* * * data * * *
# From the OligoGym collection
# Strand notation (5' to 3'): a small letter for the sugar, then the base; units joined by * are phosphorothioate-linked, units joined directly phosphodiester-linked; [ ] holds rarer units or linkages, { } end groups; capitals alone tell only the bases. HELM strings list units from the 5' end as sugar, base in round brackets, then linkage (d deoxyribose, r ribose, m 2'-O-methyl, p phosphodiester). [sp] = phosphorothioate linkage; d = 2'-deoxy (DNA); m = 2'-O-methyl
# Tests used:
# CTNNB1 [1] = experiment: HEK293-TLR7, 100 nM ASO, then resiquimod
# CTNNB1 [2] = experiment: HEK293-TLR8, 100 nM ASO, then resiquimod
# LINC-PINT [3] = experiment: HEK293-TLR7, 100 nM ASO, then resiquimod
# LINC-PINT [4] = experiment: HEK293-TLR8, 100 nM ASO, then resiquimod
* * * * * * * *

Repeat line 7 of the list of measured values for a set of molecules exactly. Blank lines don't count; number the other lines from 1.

# LINC-PINT [4] = experiment: HEK293-TLR8, 100 nM ASO, then resiquimod